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Description of key information

Not sensitiser to skin.

Key value for chemical safety assessment

Skin sensitisation

Endpoint conclusion
Endpoint conclusion:
no adverse effect observed (not sensitising)
Additional information:

 


The skin sensitisation potential of the substance is evaluated mainly using two in vitro skin sensitisation assay addressing the key event of activation of dendritic cells on the adverse outcome pathway for skin sensitisation (OECD 442e, GLP study) and two in vivo studies on Guinea pigs, a Guinea Pig Maximisation Test (Sato Y., 1984) and a test performed according to a modified Buehler Method (Lamson S.A., 1982). In the first OECD 442e study the substance induced IL-8 activation in THP-1 derived IL-8 reporter cell line. The test item was purified and subsequently, the IL-8 Luc assay was performed on the purified batch in a second test. The purified test item did not induce IL-8 activation in THP-1 derived IL-8 reporter cell line in all the three independent runs at all the concentration tested. Thus, the first IL-8 Luc assay was disregarded. For additional information see the attachment. Under the conditions of the two in vivo studies on Guinea pigs, the substance did not induce skin sensitisation. Nevertheless, the study by Lamson et al (Lamson S.A., 1982) is not reliable as in the negative control group a high number of animals developed skin sensitisation.  


Some data on the skin sensitisation potential of the substance on humans can be found in literature. In 2 studies (Kita S., 1987) (Weaver J. E., 1983) the substance did not induce skin sensitisation potential in human volunteers. Nevertheless, the results of other two studies (Bjorkner B. (a), 1981) (Bjorkner B. (b), 1983) describe the skin reaction to Quinoline Yellow. The study of 1981 reported that the 1% Quinoline Yellow_10 induced a positive skin reaction after 72 h application on a single patient (out of 88 patients tested). However, the substance was applied to the skin of the patient after two previous application of the skin sensitizer Quinoline Yellow_11. In the study of 1983, a single patient was tested. The patient was first exposed to Quinoline Yellow_11 and then to Quinoline Yellow_10 contamined by Quinoline Yellow_11. Therefore, the two studies of Bjorkner of 1981 and 1983 should be carefully considered for the overall assessment of the skin sensitisation potential of substance.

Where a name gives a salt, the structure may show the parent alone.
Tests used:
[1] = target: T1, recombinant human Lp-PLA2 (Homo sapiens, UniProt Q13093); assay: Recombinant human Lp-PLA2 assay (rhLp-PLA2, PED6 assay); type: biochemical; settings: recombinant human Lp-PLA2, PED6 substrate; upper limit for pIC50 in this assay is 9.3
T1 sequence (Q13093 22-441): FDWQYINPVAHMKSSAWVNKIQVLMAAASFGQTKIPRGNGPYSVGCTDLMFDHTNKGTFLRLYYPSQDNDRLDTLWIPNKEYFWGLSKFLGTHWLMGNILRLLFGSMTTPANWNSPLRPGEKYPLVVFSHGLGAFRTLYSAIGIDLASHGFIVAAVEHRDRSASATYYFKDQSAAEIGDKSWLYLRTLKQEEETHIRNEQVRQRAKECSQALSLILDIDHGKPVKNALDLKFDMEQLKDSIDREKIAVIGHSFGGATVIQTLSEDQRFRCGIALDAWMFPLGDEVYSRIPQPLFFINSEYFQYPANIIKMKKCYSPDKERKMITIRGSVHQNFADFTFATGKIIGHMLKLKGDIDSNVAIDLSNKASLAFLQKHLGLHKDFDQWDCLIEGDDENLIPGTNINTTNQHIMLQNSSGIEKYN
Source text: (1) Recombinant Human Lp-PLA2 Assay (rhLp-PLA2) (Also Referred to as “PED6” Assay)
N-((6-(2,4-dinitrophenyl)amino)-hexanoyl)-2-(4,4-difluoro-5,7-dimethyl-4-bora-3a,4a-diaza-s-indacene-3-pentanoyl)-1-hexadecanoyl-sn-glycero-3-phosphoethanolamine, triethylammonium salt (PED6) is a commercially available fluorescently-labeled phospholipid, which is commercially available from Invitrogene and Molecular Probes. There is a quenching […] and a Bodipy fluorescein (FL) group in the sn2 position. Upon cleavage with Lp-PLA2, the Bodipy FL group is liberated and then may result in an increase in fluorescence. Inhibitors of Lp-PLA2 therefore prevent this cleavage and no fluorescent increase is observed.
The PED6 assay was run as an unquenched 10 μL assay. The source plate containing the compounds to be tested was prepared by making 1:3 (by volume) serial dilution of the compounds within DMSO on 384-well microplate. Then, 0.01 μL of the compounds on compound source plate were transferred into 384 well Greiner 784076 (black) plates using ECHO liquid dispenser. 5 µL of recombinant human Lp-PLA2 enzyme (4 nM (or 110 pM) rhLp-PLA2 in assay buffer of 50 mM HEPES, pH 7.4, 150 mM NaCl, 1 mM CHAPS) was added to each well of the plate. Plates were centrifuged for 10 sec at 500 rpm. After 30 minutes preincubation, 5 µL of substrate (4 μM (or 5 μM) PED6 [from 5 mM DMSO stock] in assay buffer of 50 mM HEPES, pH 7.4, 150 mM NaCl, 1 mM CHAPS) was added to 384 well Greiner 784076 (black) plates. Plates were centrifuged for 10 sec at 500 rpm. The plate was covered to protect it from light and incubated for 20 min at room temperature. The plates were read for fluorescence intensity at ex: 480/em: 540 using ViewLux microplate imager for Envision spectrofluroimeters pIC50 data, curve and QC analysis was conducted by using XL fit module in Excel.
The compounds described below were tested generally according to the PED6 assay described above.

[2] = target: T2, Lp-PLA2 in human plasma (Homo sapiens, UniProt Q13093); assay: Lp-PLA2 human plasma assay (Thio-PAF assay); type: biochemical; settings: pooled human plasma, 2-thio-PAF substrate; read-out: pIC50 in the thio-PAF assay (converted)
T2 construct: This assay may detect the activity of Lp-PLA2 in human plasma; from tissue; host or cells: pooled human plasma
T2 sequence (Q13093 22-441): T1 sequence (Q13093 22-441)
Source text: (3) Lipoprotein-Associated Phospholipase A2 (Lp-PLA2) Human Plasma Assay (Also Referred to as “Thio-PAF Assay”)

The skin sensitisation potential of the substance has been evaluated also in silico with QSAR Toolbox v4.5. The main profiling methods related to the sensitization were selected. The substance did not match any of the criteria of the profiling scheme and no alerts were generated for skin sensitization.


 


Bjorkner B. (a). (1981). Patch test sensitization D&C Yellow No. 11 and simulatneous reaction to Quinolone Yellow. Contact Dermatitis (1981), 7, 1-4.


Bjorkner B. (b). (1983). Contact allergic reaction to D&C Yellow No. 11 and Quinoline Yellow. Contact Dermatitis, 9, 263-268.


Kita S. (1987). Human maximization testing of D & C Yellow no.10 and Yellow no. 11. Contact dermatitis, 1984, 11, 210-213.


Lamson S.A. (1982). D&C Yellow Nos. 10 and 11: delayed contact hypersensitivity in the guinea pig.


Sato Y. (1984). D&C nos. 10 and 11: chemical composition analysis and delayed contact hypersensitivity testing in the guinea pig.


Weaver J. E. (1983). Dose response relationships in delayed hypersensitivity to quinoline dyes. Contact Dermatitis, 1983, 9, 309-312.

Respiratory sensitisation

Endpoint conclusion
Endpoint conclusion:
no study available

Justification for classification or non-classification

In the OECD 442e study the substance did not induced IL-8 activation in THP-1 derived IL-8 reporter cell line. This test method addresses only the Key Event related to Dendritic Cells activation, the third Key Event of the skin sensitisation Adverse Outcome Pathway (AOP). Under the conditions of the test, the substance shall not be classified as Skin Sensitiser according to the CLP Regulation (EC) No. 1272/2008.  The results obtained by the IL-8 Luc assay are consistent with other in-vivo studies on Guinea Pigs and epidemiological studies on human, indicating that the substance is not a skin sensitizer.